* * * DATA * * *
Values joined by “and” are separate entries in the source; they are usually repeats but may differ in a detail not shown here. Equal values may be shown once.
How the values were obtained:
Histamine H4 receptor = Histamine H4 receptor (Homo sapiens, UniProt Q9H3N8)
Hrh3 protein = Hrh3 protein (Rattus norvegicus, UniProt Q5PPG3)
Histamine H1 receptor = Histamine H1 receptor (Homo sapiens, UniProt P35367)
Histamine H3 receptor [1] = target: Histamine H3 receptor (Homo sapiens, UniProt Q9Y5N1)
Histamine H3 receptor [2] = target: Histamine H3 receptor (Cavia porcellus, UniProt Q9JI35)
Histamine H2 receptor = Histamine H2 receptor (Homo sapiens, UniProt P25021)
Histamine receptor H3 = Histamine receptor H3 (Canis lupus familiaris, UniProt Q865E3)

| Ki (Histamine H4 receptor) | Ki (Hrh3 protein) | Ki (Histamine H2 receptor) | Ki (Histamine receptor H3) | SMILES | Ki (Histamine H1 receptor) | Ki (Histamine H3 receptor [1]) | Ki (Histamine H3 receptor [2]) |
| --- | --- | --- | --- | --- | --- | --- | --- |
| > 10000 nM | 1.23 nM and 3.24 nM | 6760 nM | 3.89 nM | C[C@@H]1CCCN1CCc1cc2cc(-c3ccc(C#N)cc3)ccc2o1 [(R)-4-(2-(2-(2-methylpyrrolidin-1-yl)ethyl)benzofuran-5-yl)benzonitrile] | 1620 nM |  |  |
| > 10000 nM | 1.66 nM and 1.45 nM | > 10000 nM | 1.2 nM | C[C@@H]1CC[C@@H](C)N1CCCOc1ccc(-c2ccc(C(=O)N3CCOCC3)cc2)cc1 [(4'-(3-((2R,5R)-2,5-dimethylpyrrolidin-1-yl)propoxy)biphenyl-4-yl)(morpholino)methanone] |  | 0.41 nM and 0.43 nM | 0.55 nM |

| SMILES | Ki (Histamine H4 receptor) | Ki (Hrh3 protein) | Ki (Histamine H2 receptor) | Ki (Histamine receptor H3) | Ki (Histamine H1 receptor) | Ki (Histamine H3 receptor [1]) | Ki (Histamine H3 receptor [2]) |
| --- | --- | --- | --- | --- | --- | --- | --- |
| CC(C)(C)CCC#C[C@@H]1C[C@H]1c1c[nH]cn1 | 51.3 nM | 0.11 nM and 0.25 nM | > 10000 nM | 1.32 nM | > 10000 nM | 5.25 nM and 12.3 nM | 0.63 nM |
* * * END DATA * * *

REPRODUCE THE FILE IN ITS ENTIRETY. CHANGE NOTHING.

Values joined by “and” are separate entries in the source; they are usually repeats but may differ in a detail not shown here. Equal values may be shown once.
How the values were obtained:
Histamine H4 receptor = Histamine H4 receptor (Homo sapiens, UniProt Q9H3N8)
Hrh3 protein = Hrh3 protein (Rattus norvegicus, UniProt Q5PPG3)
Histamine H1 receptor = Histamine H1 receptor (Homo sapiens, UniProt P35367)
Histamine H3 receptor [1] = target: Histamine H3 receptor (Homo sapiens, UniProt Q9Y5N1)
Histamine H3 receptor [2] = target: Histamine H3 receptor (Cavia porcellus, UniProt Q9JI35)
Histamine H2 receptor = Histamine H2 receptor (Homo sapiens, UniProt P25021)
Histamine receptor H3 = Histamine receptor H3 (Canis lupus familiaris, UniProt Q865E3)

| Ki (Histamine H4 receptor) | Ki (Hrh3 protein) | Ki (Histamine H2 receptor) | Ki (Histamine receptor H3) | SMILES | Ki (Histamine H1 receptor) | Ki (Histamine H3 receptor [1]) | Ki (Histamine H3 receptor [2]) |
| --- | --- | --- | --- | --- | --- | --- | --- |
| > 10000 nM | 1.23 nM and 3.24 nM | 6760 nM | 3.89 nM | C[C@@H]1CCCN1CCc1cc2cc(-c3ccc(C#N)cc3)ccc2o1 [(R)-4-(2-(2-(2-methylpyrrolidin-1-yl)ethyl)benzofuran-5-yl)benzonitrile] | 1620 nM |  |  |
| > 10000 nM | 1.66 nM and 1.45 nM | > 10000 nM | 1.2 nM | C[C@@H]1CC[C@@H](C)N1CCCOc1ccc(-c2ccc(C(=O)N3CCOCC3)cc2)cc1 [(4'-(3-((2R,5R)-2,5-dimethylpyrrolidin-1-yl)propoxy)biphenyl-4-yl)(morpholino)methanone] |  | 0.41 nM and 0.43 nM | 0.55 nM |

| SMILES | Ki (Histamine H4 receptor) | Ki (Hrh3 protein) | Ki (Histamine H2 receptor) | Ki (Histamine receptor H3) | Ki (Histamine H1 receptor) | Ki (Histamine H3 receptor [1]) | Ki (Histamine H3 receptor [2]) |
| --- | --- | --- | --- | --- | --- | --- | --- |
| CC(C)(C)CCC#C[C@@H]1C[C@H]1c1c[nH]cn1 | 51.3 nM | 0.11 nM and 0.25 nM | > 10000 nM | 1.32 nM | > 10000 nM | 5.25 nM and 12.3 nM | 0.63 nM |